The problem with not pre-creating accounts is that we cannot present a user with a normal login window. We have to validate the username first, to see if the user exists on the system or not. If the user exists, we present them with an authentication page. If the user does not exist, we send an email verification email. Please see the following flowchart.

images/security/download_auth/download_authentication_flow.png

When a user enters a username, the system will searched in the following order:

  1. Match the entered email address to list of recipients, and see if the user exists in the local database
  2. Search the LDAP directories, and match the user to the LDAP filter. If found, match the email address from the email key in the LDAP object to the list or recipients.
  3. Match the user to administrators in the local database.
  4. Match the entered email to the list of recipients, and send an email to verify that the user has access to the specified email account.

Example

Consider the following email:

From: burns@powerplant.com
To: homer@powerplant.com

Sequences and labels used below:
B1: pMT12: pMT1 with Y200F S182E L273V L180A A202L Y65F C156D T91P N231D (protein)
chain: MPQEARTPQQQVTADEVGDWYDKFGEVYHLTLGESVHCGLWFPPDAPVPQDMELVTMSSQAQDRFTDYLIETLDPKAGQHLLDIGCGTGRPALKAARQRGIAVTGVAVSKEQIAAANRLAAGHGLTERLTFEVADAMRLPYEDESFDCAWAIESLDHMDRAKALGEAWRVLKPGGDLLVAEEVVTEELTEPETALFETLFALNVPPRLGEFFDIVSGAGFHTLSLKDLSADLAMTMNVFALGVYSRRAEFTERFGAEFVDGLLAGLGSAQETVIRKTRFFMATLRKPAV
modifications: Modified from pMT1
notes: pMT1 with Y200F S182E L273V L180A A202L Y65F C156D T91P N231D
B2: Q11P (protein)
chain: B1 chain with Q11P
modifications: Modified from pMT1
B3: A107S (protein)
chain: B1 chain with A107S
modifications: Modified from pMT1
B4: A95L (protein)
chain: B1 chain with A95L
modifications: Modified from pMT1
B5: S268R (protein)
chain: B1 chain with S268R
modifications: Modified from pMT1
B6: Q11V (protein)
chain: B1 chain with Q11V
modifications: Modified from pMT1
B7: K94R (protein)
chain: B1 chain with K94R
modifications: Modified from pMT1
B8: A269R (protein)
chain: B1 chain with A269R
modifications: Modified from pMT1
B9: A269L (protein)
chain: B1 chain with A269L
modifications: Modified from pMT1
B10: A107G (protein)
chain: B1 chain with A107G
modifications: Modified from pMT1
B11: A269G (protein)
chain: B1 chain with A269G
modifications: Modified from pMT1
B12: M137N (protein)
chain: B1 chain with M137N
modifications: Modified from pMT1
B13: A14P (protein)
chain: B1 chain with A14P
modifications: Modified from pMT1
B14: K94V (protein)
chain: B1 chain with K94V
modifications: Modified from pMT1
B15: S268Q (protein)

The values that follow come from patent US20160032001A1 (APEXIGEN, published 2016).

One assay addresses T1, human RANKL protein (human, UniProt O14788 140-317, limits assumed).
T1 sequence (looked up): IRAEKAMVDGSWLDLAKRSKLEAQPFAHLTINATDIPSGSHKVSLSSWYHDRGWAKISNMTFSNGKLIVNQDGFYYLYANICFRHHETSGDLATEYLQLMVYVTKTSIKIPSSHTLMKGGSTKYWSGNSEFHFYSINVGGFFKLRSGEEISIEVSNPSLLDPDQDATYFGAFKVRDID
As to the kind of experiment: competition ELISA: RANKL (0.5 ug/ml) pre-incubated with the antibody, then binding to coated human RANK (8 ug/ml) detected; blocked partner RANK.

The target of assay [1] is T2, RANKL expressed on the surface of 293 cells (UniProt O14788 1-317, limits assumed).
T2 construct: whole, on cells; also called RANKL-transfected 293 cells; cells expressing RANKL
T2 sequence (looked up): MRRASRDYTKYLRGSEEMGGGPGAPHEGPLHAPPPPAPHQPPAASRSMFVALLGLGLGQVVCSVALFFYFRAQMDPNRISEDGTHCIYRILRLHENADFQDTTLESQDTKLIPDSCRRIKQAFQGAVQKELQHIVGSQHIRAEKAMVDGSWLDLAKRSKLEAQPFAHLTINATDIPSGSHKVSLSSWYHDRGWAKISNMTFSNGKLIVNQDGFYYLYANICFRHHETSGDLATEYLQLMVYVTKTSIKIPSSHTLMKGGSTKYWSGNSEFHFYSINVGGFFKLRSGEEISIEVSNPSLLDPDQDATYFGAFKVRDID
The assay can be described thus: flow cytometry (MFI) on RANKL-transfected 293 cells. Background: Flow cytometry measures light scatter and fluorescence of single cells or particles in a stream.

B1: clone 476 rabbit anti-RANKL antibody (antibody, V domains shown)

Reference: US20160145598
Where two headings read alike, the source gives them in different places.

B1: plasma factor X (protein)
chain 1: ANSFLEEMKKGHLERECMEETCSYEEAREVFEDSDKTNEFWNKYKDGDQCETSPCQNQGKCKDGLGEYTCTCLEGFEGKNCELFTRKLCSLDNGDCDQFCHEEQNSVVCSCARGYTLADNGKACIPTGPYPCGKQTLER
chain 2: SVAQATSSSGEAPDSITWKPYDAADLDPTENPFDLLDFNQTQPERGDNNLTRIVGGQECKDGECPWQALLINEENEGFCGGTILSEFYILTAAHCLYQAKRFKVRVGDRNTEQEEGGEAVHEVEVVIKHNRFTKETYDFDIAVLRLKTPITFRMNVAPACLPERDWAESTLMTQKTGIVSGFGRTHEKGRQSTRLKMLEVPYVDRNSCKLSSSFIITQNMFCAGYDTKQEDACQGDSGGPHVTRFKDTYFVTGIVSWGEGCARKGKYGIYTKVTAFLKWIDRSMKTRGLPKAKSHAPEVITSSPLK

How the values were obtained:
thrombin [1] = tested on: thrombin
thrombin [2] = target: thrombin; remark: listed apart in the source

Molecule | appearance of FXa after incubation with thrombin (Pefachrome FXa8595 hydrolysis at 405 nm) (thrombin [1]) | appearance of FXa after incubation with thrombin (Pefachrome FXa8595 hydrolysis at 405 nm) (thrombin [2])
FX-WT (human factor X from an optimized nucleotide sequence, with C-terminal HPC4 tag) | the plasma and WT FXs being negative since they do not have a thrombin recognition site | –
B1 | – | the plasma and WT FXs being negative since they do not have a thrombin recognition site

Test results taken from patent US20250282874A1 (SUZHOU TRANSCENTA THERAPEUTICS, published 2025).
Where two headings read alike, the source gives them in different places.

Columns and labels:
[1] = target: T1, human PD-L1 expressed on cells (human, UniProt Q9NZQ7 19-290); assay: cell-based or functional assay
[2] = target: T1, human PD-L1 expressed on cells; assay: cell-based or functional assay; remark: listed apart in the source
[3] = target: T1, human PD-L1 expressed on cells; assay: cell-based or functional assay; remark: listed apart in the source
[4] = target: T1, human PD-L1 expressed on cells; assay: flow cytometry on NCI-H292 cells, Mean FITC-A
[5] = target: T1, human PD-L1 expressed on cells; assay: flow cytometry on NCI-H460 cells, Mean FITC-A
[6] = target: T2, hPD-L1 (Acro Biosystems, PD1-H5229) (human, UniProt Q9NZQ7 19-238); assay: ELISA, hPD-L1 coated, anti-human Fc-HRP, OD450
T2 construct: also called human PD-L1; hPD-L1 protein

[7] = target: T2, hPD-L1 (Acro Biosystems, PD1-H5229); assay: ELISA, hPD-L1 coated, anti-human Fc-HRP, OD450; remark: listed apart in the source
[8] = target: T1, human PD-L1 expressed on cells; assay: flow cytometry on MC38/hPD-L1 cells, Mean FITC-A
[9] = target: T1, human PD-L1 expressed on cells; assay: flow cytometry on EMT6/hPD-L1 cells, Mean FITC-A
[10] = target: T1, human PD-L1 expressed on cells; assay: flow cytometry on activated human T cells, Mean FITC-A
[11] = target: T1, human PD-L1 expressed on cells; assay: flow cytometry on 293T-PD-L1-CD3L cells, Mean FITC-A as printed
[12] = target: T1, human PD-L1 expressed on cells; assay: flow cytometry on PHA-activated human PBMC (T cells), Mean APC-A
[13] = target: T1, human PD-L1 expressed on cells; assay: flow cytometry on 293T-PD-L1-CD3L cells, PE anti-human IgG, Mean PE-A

Cc: smithers@powerplant.com
Bcc: kent.brockman@news.com
Subject: You are fired!

Homer, we can no longer have you working at the power plant. Your employment is
terminated effective immediately.

Please see the following securely attached termination letter.

Link: https://filtransfer.springfield.com/message/xDGBFv1cLFXE7gnN8K3Kt0

Furthermore, lets assume that:

  • homer@powerplant.com has an account in the Active Directory (LDAP)
  • smithers@powerplant.com has a local Admin account
  • kent.brockman@news.com does not have an account

Homer

When homer@ clicks on the link, he will be presented with the authorization page:

images/security/download_auth/authorization.png

When he enters homer@powerplant.com, the system will search the LDAP directory for the user, once found he gets presented with the authentication screen:

images/security/download_auth/authentication.png

If he enters the correct password, he will be presented with the message.

Smithers

Smithers account will be found as a local administrator, and be presented with an authentication screen.

Kent Brockman

Kent Brockman does not have an account on the system. He will be presented with the following screen:

images/security/download_auth/email_validate.png

When he clicks on the link in the email, he will be presented with either the message directly (default), or he will be prompted to create an account first.